The LaaS concept isn’t limited to just traditional lending anymore. SALT, a pioneer in crypto-backed lending, announced a Lending-as-a-Service tool that will enable up to 5,000 auto dealerships the ability to offer crypto-collateralized car loans. It’s called Embedded Crypto Lending and made possible through a partnership with Cion Digital.
“We’ve been building our direct-to-consumer lending business with the embedded model in mind from the start,” said SALT’s CEO Justin English. “From crypto native wallets and exchanges to large neobanks and traditional financial institutions, market participants are increasingly intent on digitizing their platforms to accommodate the ever-growing demand for crypto, and we’re excited to help facilitate the transformation.”
Car buyers will be able to user their crypto as collateral for car loans, often at a lower cost than alternatives, while at the same time being able to pay for a car in full with crypto or at least use it to make a down payment.
“With almost half of Millennials now owning crypto, we are working together to increase dealer capabilities for this fast-growing market of buyers who want more financing and payment options at the dealership,” said Fred Brothers, President and Co-founder of Cion Digital.
In California, License no. 60 DBO77905 authorizes Digital Power Lending (DPL) to make commercial loans in the state. Offering everything from merchant cash advances to equipment financing, and more, DPL is one of many companies working to provide capital to small businesses.
But DPL stands out for two reasons. First, the company’s founder and executive chairman, Milton “Todd” Ault III, has more than 100,000 subscribers on his youtube channel. Second, DPL plans to fund up to $100 million in commercial loans secured by Bitcoin, according to a recent announcement. Planning to lend in the individual range of $1 million to $25 million, DPL says that the program “will allow the borrower to repay a loan using various methods including cash, Bitcoin, or, in the case of convertible promissory notes, common stock of the borrower.”
“The Company’s objective is to allocate a total of $250 million in capital to DP Lending, including the $100 million in Bitcoin,” the company states.
Ault explained, “From my many years of financing companies, I know all too well the challenges faced by these aspiring entrepreneurs and employers. It strikes me as a natural progression of the Company and its subsidiaries to join to provide a new unique source of capitalization and to assist in their growth while creating a new revenue stream in a very positive and mutually beneficial way.”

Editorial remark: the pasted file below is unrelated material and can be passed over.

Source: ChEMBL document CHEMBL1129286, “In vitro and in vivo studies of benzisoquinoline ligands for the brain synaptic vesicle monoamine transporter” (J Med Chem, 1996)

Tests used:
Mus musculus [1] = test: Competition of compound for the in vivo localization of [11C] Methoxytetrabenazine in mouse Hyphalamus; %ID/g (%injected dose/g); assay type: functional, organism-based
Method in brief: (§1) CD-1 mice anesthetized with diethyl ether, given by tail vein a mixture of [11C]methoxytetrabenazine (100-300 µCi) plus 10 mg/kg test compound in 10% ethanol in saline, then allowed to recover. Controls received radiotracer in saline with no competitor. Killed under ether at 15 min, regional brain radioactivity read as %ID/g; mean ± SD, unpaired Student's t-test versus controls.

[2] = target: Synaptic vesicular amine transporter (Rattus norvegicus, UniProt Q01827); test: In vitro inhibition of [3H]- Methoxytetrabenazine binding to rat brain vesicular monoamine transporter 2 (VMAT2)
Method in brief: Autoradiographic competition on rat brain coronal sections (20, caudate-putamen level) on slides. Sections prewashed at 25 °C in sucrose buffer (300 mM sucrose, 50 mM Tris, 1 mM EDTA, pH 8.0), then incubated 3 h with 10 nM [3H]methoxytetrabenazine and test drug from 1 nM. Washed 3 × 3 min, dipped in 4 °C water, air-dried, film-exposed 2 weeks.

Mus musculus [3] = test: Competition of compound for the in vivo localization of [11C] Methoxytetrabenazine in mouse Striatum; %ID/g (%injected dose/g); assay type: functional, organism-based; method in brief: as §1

Into crypto? Join deCashed’s first in-person event at The Refinery Rooftop on May 11th in New York City from 6 – 9pm. Brought to you by the same team behind deBanked, attendees will be able to connect with the crypto community for our three-hour open-bar debut.
deCashed requires a baseline of crypto knowledge to enter. The registration fee can only be paid in crypto (you choose which kind) for a dollar-equivalent price of $25. Memecoins and NFTs can be accepted. NO CASH or CREDIT CARDS.
We’re the same team behind deBanked, one of the oldest non-bank finance media companies in the US. deBanked inked an advertising contract in January 2015 that was priced strictly in bitcoin, making it one of the first firms to ever ink a crypto deal that had no peg to the US dollar.
deCashed founder Sean Murray first turned his laptop into a node on the bitcoin network in 2014. Having enjoyed the olden days of mining with a USB stick and in-person crypto trading at the original Bitcoin Center on Broad Street in NYC, Murray saw the potential use case for non-bank payments.
Murray was also in the top 5% of contributors to the ConstitutionDAO, the Decentralized Autonomous Organization that made headlines for raising $43 million to try and buy a copy of the United States Constitution at Sotheby’s. Murray’s participation was noted in The New Yorker magazine on account of his having gone to Sotheby’s dressed as George Washington on the day of the auction.
Murray is also among the many speakers chosen to present at NFT NYC in June.
One thing that has remained consistent in Murray’s crypto journey is his lack of interest in whether or not the value of the coins go up or down. “The price has never mattered to me,” he says. “The ability to operate and move money completely independent of the banking system is what makes crypto so powerful. It’s about being de-banked and de-cashed and still being able to carry on business.”
SoFi, the nation’s newly chartered bank, added 25 new cryptocurrencies to SoFi Invest in 2021. The company now touts “thirty available coins” on its website.
Despite calling crypto a growth product in the Q4 earnings call, there was no mention of it in the year-end investor presentation.
SoFi Invest competes with Robinhood. Touting that anyone can get started “with just $10,” the company advertises that the cool part about crypto is that it can be traded 24/7.
“Weekends, holidays, middle of the night-no time is off limits,” the company says.
The service is a profit center for SoFi, who charges a markup of up to 1.25% on crypto transactions. Users are not permitted to transfer their crypto to external wallet, however.
“We take security seriously at SoFi Invest and by having a closed system we can better secure your crypto assets,” the company’s website states. “In the future, we may consider adding the ability to transfer crypto into or out of your SoFi Invest account, but it isn’t a planned feature at this time.”